If the new government will be living on begging for USD and from one tranche to the next mode for political and economic survival for the next 3 years, it is unlikely whether it will even touch ‘deep’ structural reforms, excluding fiscal and exchange rate tempering for stabilization.

Picking one to three from the PIDE checklist, economist community will have to convince the new government that it can embark on them without the political and economic pain with net benefit. This in itself would be a commendable feat defying a favorite proverb ‘Two economists never see eye to eye on an economic issue’.

The next step would be time-bound implementable plan that is nitty-gritty in its detail on its organizational ownership, buy-in from implementing ministries, buy-in from judiciary and legislature, manpower, financial aspects and operational strategy for overcoming resistance from the various formal and informal mafias.

The nation has had enough experience with 5-10 year plans, perspective plans and visions. It is time to test and implement in a true sense the real ‘home grown and consensus driven’ version of reforms suggested by the professional community of the country rather than come up with another grandiose, hollow and non-implementable 5-year plan dependent on more borrowing and increasing debt.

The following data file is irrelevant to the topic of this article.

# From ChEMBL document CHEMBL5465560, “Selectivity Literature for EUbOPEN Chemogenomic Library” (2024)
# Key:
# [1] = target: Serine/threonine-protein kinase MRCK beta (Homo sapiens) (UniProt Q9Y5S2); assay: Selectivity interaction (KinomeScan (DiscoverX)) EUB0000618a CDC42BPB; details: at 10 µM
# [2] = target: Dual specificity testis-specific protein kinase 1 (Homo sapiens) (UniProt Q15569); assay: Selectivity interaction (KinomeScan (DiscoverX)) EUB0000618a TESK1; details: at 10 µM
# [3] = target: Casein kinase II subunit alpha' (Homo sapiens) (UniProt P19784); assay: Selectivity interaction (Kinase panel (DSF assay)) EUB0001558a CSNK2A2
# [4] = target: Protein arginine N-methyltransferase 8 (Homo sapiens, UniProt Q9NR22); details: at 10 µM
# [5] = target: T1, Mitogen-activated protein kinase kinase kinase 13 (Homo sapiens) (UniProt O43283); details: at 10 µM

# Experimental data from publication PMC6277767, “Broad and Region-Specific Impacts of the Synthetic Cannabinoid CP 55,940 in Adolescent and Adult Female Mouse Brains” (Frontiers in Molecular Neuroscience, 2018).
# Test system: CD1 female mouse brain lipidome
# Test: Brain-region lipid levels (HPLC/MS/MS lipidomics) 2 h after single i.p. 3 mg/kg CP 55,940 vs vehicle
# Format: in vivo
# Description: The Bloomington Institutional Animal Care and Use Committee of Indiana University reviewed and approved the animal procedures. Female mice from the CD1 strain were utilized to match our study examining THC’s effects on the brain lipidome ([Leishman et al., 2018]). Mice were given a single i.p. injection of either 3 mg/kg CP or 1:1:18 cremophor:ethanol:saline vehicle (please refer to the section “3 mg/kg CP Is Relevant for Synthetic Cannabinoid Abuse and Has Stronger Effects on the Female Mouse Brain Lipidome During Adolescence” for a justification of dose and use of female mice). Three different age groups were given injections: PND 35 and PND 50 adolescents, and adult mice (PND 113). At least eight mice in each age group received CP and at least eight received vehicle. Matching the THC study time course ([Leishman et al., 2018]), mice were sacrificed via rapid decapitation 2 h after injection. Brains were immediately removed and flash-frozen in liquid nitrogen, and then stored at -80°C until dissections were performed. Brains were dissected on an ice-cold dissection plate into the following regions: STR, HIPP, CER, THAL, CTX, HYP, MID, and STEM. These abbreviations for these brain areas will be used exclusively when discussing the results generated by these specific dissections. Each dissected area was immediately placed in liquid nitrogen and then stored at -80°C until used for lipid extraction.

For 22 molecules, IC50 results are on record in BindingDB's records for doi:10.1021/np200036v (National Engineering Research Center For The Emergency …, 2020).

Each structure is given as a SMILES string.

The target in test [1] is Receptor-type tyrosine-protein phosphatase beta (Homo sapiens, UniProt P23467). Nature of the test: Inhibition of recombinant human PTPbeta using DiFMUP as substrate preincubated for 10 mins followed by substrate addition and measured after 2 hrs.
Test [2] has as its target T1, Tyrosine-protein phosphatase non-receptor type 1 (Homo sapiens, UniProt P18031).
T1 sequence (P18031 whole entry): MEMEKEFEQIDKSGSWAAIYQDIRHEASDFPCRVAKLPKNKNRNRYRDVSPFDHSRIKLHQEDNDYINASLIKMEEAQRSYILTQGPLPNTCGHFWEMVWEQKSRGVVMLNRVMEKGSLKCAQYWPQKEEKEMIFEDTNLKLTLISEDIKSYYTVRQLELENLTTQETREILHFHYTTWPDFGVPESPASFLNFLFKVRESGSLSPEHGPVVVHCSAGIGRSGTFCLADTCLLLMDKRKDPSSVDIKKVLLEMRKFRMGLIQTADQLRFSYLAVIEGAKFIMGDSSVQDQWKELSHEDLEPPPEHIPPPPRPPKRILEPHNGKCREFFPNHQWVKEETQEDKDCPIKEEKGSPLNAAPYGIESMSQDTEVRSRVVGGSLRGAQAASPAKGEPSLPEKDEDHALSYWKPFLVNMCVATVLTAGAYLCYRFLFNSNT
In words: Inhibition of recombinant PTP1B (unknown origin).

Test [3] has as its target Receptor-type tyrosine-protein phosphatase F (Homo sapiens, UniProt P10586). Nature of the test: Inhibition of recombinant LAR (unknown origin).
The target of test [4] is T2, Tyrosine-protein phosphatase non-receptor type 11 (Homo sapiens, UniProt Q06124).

Following IMF diktat, increasing tax/GDP ratio remained the most popular cliché among the community. However, the essence of the above diktat is overlooked and wasn’t elaborated sufficiently in the forums, which almost equates it to a cliché.

The increase in ratio is relevant for direct taxes, rather than indirect taxes. To the extent that speakers and gurus identified, agriculture incomes, retail and wholesale sector and real estate as the culprits for low tax/GDP it is commendable.

The economy is already burdened with a host of indirect taxes in a number of sectors, which ultimately hit all the income classes but middle and lower income classes, disproportionately more.

However, the direct tax regime is theoretically and operationally not a direct tax regime in Pakistan, as it mainly consists of pseudo ‘direct’ taxes and is contaminated by presumptive /withholding income taxes, and in case of WRT sector, proposed I-tax on floor size and/or electricity bills and fixed tax regime.

The first type is also based on customs duties. Thus income tax collection under direct taxes is a misnomer and misleading number. These ‘psuedo direct taxes’ are similar to indirect taxes and are distortionary, reduce the efficiency/competitiveness of production and choice between consumption, investment and savings.

Weak currency, increase in international and administrative prices, further fuels inflation as domestic /imports prices are tied to fixed contaminated I-tax rates. The main issue is to broaden the base of direct taxes that cannot be passed on to others and is paid from the documented net income/ net profits earned by an economic agent.